"a) Desire to serve, benefit, or further his employer's business or interest.


b) That the act is reasonably related to the scope of the employment.


c) That the agent has not been prompted by purely personal motives."


Rodriguez v. United States, 328 F.Supp. 1389, 1391 (1971).


The general rule in Puerto Rico is that a trip made by an employee simply in order to get from his home to his work is not one in the course of his employment. Atiles v. Industrial Commission, 72 P.R.R. 390, 392 (1951).3 We must, therefore, evaluate the undisputed facts in terms of the general criteria for employer-liability.


Cannon uses the government car to visit farms outside the metropolitan San Juan area.4 Inspecting farms is a regular part of his duties. The car is assigned to him on a long term basis. Because these visits often take him far out on the island, he will frequently leave his home before 6:00 AM or return later than 6:00 PM. Because access to the federal parking facilities is difficult outside of these hours, Cannon is authorized to keep the car at home. He is, therefore, not required to drive his own car to work, and switch to the government's car for official trips.


The government does not dispute that when Cannon drives from his home directly to a farm, this action is to the employer's benefit and within the scope of his employment, even though he may leave his house at 5:30 AM and not arrive at the farm until his workday officially begins at 7:30 AM. More importantly, the government does not contend that on those days when Cannon visits farms, he always leaves directly from his house and always returns there. We can, therefore, infer that there are times when Cannon drives out to the farms from his office, and because he must use the government's vehicle, the government benefits by his bringing the vehicle with him when he comes to the office.


We are not dealing with the situation of an executive who rarely leaves his office on business during the day and for whom the assignment of a car is merely a perquisite. Here we have an employee whose use of the assigned vehicle is an essential part of his work and who is obligated to take the car home so that he can perform his duties more effectively. Under those circumstances it is his employer who is principally benefited from the more efficient use of the employee's time. A majority of the court believes it would be inequitable, under those circumstances, to force the employee to assume personal liability in a situation where the use of the government's car is only of incidental benefit to the employee.5


We therefore find that appellant was acting within the scope of his employment and that, under the doctrine of respondeat superior, the United States can be held liable.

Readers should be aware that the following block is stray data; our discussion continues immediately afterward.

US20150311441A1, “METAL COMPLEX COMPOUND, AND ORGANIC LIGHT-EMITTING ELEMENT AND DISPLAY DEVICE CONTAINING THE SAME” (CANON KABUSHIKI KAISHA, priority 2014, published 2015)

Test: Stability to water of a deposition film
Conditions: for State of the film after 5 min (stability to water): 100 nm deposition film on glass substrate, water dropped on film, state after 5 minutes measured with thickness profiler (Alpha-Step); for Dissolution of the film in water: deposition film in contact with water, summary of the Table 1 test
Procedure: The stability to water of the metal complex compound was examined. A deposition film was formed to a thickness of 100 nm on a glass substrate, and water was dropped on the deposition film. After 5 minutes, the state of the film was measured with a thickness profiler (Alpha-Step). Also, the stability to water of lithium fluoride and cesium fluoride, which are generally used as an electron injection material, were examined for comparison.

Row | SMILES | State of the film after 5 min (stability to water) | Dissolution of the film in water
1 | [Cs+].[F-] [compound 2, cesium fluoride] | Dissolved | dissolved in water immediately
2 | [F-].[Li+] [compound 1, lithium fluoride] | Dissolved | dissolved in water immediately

Reversed and remanded.


Appellant attempts to raise as an issue of fact whether Cannon was traveling from his home, or from a place he may have been visiting on official business. This contradicts Devore's own memorandum in support of her opposition to the motion to dismiss, wherein she accepts as an uncontroverted fact that Cannon "... was traveling from his home en route to his office...."


Devore-Borrego argued below that under Puerto Rico's Traffic and Motor Vehicles Law, 9 L.P.R.A. Sec. 1751, mere ownership of the offending vehicle can impose liability. This statute does not apply to claims under the FTCA, however. See Rodriguez v. United States, 328 F.Supp. 1389, 1390 (D.P.R.1971), aff'd, 455 F.2d 940 (1st Cir.1972)


See also Lopez-Rodriguez v. Delama, 102 D.P.R. 254 (1974); Figueroa v. Industrial Commission, 72 P.R.R. 472 (1951); and Rios v. Industrial Commission, 66 P.R.R. 385 (1946) wherein the Supreme Court of Puerto Rico has stated that as a general rule, accidents occurring while traveling between home and office are not within the scope of employment and are not compensible by workmen's compensation. The only exception is Gallert Mendia v. Comision Industrial, 87 P.R.R. 16 (1962). There an employee drowned while crossing a river as he was returning from a bus stop designated by his employer. In this case the court stated that the employee was obligated to take that particular route from the bus stop, and that the company benefited by having him meet the bus in that location. Thus, the court concluded, the employee was within the scope of his employment, a conclusion which seems somewhat strained


There is no allegation by the government that the assignment of the car was a perquisite solely for the benefit of the employee


Given the general rule in Puerto Rico that travel from home to work is not in the scope of employment, Chief Judge Campbell would affirm. That Cannon's taking of the car home furthered his employer's business in other respects should not, in his view, bring Cannon's commuting travel within the scope of his employment